Search Images Maps Play YouTube News Gmail Drive More »
Sign in
Screen reader users: click this link for accessible mode. Accessible mode has the same essential features but works better with your reader.

Patents

  1. Advanced Patent Search
Publication numberUS3976026 A
Publication typeGrant
Application numberUS 05/561,082
Publication dateAug 24, 1976
Filing dateMar 24, 1975
Priority dateMar 24, 1975
Publication number05561082, 561082, US 3976026 A, US 3976026A, US-A-3976026, US3976026 A, US3976026A
InventorsGeorge E. Eastling
Original AssigneeEastling George E
Export CitationBiBTeX, EndNote, RefMan
External Links: USPTO, USPTO Assignment, Espacenet
Slow speed steering control for jet-powered water craft
US 3976026 A
Abstract
The jet power unit of a water craft is provided with a steering plate which is deflectable upwardly but which is continuously oriented in the direction of but spaced below the flow of water from the jet. The jet power unit preferably includes movable steering deflectors at its exhaust port which steer the craft by deflecting the jet flow to one side or the other, the steering plate including linkage means for pivoting the plate relative to the craft in response to movement of the jet deflectors to maintain the plane of the steering plate parallel to the direction of jet flow.
Images(3)
Previous page
Next page
Claims(11)
What is claimed is:
1. In a water craft having a jet power unit with a steering control orienting the direction of jet flow from the unit toward one side or the other of the craft to steer the craft,
a slow-speed steering device comprising a steering plate; a mounting plate mounting the steering plate to the power unit with the steering plate in a substantially vertical plane; means moving the steering plate in unison with movement of the steering control to maintain the steering plate substantially parallel to the jet flow from the jet power unit; the mounting plate and steering plate having pairs of cooperating surfaces permitting the steering plate to be deflected upwardly from a normal running position when an obstruction or the like is encountered, one pair of cooperating surfaces being engageable to limit the upward deflection movement of the steering plate and the other pair of surfaces being engageable to define the normal, running position of the steering plate, the mounting plate including a spring urging the steering plate into its normal position.
2. The device of claim 1 in which the jet power unit includes a housing with a jet exhaust port, and movable jet deflectors on either side of the port for directing the jet flow toward one side or the other of the craft; and wherein the mounting means includes an upright pivot pin mounting the steering plate adjacent its leading edge to the housing, and linkage means attached to the steering plate rearwardly of the pivot pin for pivoting the steering plate about the pivot pin in response to movement of the jet deflectors.
3. The device of claim 1 wherein the mounting plate is pivotally mounted adjacent its leading edge to the steering plate to permit the steering plate to pivot about a generally horizontal axis, and the mounting plate being pivotally attached to the jet power unit to permit the mounting and steering plates to pivot together about a generally upright axis.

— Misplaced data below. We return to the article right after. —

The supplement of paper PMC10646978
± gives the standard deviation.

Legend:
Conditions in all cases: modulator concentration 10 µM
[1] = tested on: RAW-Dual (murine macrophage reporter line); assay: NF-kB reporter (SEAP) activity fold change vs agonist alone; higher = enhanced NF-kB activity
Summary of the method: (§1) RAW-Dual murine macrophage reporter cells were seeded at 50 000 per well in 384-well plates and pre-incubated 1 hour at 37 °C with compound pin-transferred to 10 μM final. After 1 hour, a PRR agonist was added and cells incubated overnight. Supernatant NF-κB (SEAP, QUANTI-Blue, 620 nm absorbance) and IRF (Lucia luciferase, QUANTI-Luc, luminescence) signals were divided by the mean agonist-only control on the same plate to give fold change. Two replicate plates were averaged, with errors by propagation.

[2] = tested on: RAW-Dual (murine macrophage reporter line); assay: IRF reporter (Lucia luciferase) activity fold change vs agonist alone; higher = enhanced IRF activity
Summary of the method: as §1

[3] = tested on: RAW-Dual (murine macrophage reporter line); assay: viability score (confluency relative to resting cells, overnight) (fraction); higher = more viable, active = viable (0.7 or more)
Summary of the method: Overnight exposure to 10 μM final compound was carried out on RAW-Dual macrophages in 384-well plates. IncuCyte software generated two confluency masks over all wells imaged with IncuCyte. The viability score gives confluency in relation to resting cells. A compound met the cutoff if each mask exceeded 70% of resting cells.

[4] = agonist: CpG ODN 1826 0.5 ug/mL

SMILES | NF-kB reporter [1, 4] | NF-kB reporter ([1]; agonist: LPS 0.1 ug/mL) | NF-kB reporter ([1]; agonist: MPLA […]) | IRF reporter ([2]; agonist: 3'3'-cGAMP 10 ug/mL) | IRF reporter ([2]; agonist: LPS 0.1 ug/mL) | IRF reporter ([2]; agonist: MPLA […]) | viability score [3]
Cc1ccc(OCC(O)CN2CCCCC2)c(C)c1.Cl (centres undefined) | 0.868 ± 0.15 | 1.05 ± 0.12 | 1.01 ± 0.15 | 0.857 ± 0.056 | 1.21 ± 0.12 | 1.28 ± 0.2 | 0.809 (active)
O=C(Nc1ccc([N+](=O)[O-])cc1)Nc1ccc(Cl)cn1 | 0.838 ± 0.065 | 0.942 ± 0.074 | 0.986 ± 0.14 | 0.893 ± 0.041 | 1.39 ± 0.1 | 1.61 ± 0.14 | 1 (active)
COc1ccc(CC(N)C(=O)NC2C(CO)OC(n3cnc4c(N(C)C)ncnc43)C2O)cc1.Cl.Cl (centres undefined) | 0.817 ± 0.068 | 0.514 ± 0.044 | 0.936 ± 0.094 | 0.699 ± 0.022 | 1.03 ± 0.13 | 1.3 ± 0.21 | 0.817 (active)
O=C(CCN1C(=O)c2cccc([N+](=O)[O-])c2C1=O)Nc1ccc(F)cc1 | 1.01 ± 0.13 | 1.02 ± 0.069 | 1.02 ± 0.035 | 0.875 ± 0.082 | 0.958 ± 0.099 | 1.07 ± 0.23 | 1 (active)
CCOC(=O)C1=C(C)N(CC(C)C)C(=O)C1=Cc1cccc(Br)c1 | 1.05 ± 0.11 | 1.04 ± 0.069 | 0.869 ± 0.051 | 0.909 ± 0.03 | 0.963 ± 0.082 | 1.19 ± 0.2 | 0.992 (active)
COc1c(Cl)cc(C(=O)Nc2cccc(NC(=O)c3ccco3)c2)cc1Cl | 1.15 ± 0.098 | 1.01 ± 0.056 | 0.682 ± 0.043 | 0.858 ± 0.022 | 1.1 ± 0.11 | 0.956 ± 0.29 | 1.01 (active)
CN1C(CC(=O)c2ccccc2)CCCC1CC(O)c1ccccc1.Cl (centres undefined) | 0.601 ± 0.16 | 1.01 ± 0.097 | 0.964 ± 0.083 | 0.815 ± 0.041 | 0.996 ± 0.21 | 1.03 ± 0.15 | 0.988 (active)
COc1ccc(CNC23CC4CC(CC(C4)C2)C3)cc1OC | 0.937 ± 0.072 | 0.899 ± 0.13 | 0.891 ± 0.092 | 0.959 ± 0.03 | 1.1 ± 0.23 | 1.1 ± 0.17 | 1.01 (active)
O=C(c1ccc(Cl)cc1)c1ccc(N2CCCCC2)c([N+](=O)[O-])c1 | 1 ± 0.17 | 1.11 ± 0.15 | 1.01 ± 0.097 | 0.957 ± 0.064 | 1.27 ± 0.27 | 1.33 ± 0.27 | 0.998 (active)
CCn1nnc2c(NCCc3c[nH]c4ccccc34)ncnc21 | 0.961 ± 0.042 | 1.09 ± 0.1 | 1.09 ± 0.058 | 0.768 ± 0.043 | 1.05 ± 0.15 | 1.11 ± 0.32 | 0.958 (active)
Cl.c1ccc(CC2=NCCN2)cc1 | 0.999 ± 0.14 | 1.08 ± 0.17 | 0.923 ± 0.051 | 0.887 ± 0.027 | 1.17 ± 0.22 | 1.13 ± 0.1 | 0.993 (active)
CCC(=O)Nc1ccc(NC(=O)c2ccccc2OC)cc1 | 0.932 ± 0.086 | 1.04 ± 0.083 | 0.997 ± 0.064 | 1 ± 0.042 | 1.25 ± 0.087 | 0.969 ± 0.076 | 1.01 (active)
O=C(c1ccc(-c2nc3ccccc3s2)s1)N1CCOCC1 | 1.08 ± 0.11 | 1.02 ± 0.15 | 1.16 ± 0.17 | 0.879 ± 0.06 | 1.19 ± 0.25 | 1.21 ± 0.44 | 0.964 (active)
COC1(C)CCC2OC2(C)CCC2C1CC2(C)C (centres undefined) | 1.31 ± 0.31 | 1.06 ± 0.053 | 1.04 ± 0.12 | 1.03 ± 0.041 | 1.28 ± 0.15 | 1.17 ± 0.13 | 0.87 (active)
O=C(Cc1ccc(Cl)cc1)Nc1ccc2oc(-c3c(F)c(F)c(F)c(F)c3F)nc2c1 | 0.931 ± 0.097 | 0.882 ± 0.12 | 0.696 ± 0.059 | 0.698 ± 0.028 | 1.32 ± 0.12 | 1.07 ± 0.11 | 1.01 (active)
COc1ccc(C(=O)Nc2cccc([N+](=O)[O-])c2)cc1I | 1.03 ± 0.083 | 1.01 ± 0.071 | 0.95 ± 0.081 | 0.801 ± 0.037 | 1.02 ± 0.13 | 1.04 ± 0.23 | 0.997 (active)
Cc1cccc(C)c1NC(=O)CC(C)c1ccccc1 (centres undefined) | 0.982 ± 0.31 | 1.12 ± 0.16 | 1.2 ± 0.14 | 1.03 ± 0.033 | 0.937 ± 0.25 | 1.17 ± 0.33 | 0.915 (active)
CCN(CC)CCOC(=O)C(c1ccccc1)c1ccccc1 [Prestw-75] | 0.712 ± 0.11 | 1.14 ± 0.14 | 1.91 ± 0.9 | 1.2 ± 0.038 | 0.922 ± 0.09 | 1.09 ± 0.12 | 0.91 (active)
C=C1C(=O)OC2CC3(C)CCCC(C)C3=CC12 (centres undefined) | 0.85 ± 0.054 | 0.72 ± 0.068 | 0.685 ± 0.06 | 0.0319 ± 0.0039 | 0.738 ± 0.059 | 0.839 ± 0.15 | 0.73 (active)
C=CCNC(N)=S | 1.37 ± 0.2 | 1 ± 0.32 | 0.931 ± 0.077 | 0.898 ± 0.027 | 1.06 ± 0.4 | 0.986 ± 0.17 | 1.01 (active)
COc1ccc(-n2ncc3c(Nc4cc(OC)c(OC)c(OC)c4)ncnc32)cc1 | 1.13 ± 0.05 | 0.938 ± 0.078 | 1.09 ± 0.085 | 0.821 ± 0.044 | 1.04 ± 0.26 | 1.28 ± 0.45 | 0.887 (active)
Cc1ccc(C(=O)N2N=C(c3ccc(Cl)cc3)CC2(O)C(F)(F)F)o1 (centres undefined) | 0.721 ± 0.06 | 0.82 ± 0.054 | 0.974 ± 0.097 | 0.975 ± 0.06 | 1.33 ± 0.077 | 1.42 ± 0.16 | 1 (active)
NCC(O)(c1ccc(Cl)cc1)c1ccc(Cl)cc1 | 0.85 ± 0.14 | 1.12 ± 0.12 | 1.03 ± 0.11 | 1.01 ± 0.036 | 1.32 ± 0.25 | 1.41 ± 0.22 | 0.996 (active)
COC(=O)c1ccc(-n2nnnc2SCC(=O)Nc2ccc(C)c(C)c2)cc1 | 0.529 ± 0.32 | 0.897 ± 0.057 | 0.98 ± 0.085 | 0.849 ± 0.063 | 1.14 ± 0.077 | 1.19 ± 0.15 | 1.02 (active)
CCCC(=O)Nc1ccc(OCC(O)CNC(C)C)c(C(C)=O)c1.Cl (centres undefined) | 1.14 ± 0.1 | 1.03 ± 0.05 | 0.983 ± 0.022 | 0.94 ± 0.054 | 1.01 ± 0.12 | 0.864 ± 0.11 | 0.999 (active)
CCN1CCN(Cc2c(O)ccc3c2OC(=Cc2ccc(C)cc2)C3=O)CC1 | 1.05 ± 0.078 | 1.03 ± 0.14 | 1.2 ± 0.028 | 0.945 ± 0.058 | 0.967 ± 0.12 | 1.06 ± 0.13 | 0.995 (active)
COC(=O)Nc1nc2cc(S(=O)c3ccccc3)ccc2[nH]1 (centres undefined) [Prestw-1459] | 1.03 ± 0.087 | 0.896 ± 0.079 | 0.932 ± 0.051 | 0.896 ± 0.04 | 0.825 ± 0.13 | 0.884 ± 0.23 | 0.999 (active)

4. The device of claim 1 wherein said mounting plate includes a slot therein receiving the steering plate, said cooperating surfaces being formed in the slot and on the edge of the steering plate, respectively.
5. The device of claim 4 including a spring seat formed in the mounting plate for seating and supporting the spring in position to urge separation of the one pair of cooperating surfaces.
6. The device of claim 1 including an upright pivot pin mounting the mounting plate to the power unit housing and permitting the mounting plate and steering plate to pivot together about an axis substantially normal to the direction of jet flow.
7. In a water craft having a jet power unit with a steering control orienting the direction of jet flow from the unit toward one side or the other of the craft to steer the craft,
a slow-speed steering device comprising a steering plate; a mounting plate pivotally mounted adjacent its leading edge to the steering plate and including an upright pivot pin mounting the mounting plate to the power unit and permitting the mounting plate and steering plate to pivot together about an axis substantially normal to the direction of jet flow, the mounting plate and steering plate having pairs of cooperating surfaces of which one pair of surfaces is oriented to limit the upward deflection movement of the steering plate and the other pair of surfaces is oriented to define the normal, running position of the steering plate, the mounting plate including a spring urging the steering plate into its normal, running position and the cooperating surfaces permitting the steering plate to be deflected upwardly from a normal running position when an obstruction or the like is encountered; the jet power unit including a housing with a jet exhaust port having movable jet deflectors for directing the jet flow toward one side of the craft or the other to steer the craft; and linkage means mechanically linking the deflectors to the mounting plate to move the latter toward one side of the craft or the other in response to movement in the same direction of the deflectors.